BY: ELIJAH BASSETT
The practice of keeping animals in captivity is a controversial one, with plenty of arguments being made for and against it. So it may come as a surprise that Vancouver politicians were able to come to a complete consensus on the issue, voting unanimously to ban the confinement of dolphins, whales, and other cetaceans in the city’s aquariums.
The decision came after the Vancouver Aquarium announced that they were planning a new multi-million dollar exhibit featuring five beluga whales, which will now be impossible. More importantly, it comes in the wake of the November 2016 death of the Vancouver Aquarium’s last two belugas, and a “lack of evidence” that the staff was equipped to take proper care of the animals.
Despite Vancouver’s unanimous vote, the ethical debates surrounding this topic are complex. Both sides have solid reasons for thinking the way they do, and the topic can be divisive even within the scientific community. On one hand, captivity probably isn’t good for whales’ mental or physical well-being, since they can’t move around as freely and are cut off from the sounds of the ocean, which are important since whales are such auditory creatures. On the other hand, some argue that the scientific research that happens in aquariums justifies these means, while others say that this type of research is not that urgent.
There are also claims that the ban could “backfire” because it will prevent the Vancouver Aquarium from taking in injured cetaceans and displaying them. According to critics, a key function of animal captivity is to raise awareness of their plight in the wild. Certainly, there is no doubt that we are ruining their habitats, and with most of us living in cities, it can be easy to forget how much damage we’re doing around the world. It would be hard to gauge how much of the support for conservationist movements comes as a result of animal captivity, but it’s definitely possible that actually being able to see endangered animals reminds us how important it is to protect them.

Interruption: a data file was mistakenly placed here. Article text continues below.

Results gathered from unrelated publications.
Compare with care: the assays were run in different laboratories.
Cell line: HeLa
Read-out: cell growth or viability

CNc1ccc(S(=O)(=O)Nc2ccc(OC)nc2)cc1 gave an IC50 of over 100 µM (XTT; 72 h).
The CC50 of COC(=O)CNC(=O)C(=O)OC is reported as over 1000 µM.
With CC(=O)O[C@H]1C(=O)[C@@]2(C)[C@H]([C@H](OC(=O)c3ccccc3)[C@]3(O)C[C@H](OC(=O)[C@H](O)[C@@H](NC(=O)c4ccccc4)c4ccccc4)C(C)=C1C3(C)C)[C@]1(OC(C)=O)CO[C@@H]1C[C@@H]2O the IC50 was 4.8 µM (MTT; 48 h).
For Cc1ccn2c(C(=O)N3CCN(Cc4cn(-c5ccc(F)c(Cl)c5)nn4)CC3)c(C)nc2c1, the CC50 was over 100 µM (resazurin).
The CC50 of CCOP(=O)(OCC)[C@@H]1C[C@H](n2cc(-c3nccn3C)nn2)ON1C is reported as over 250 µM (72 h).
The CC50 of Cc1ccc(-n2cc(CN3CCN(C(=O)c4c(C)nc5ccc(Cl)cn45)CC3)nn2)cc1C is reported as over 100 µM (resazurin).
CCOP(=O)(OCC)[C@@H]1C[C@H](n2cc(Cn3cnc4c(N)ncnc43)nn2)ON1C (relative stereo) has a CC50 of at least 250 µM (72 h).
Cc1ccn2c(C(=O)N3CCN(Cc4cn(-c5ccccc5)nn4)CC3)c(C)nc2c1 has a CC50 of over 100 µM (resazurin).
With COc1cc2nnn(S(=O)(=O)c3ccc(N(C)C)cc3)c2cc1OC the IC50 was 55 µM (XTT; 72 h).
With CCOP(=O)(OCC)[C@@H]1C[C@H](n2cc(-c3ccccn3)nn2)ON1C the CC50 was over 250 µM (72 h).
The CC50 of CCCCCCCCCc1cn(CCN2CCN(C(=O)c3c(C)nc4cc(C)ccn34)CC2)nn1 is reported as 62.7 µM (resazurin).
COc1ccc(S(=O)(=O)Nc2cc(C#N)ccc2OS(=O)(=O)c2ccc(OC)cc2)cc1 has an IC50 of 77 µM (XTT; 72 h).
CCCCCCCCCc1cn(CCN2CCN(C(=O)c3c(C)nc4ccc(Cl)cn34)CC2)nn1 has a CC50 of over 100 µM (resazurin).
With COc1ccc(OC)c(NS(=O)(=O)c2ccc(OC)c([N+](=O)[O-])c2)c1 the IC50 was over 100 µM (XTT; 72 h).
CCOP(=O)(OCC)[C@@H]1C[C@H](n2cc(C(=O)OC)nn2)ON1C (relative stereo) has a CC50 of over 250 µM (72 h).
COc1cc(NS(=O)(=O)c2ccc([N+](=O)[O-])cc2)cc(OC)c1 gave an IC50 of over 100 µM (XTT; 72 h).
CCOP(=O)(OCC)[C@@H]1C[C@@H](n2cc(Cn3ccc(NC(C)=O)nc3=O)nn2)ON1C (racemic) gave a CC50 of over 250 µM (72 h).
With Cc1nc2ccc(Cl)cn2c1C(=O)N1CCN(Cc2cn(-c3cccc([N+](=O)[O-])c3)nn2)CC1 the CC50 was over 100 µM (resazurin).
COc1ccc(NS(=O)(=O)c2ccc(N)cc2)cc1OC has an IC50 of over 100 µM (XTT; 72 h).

Although we can’t give you a definitive answer on this issue, and we’re not scientists, something about these arguments seems to fall a bit short. For one thing, the research done on animals born in captivity probably can’t give the most accurate results about how how wild animals live. The conditions are different enough that the most useful knowledge is more likely to come from animals that have actually experienced the outside world, including our environmental destruction.
The claim that animal captivity is necessary to raise awareness seems like a reasonable one, since seeing does tend to be believing. But in the age of the internet, we are already saturated with images of the consequences of human interference in the environment, and they’re available to more people than any zoo or aquarium. And in terms of persuasion, some images are simply more effective than others.
For example, take these photos of polar bears in confinement at zoos around the world. The inspiration for the series came when the photographer, Sheng Wen Lo, noticed what many of us notice when visiting zoos; they simply look out of place. They don’t look happy, or natural. It’s true that sights like these suggest something about the relationship between humans and animals, but it may not be the message that defenders of zoos and aquariums want it to be. In comparison, photos of actual habitat loss are much more coherent and convincing as statements condemning human interference in the environment.
So if there are better ways to research animals, and better ways to convince us that we’re decimating animals’ homes, do we really need zoos or aquariums breeding more animals and putting them on display? In the case of whales, dolphins, and other cetaceans, Vancouver said no, and we’re inclined to agree. But since this decision has the potential to spark similar discussions elsewhere in the world, it’s important that we all take the time to decide where we stand.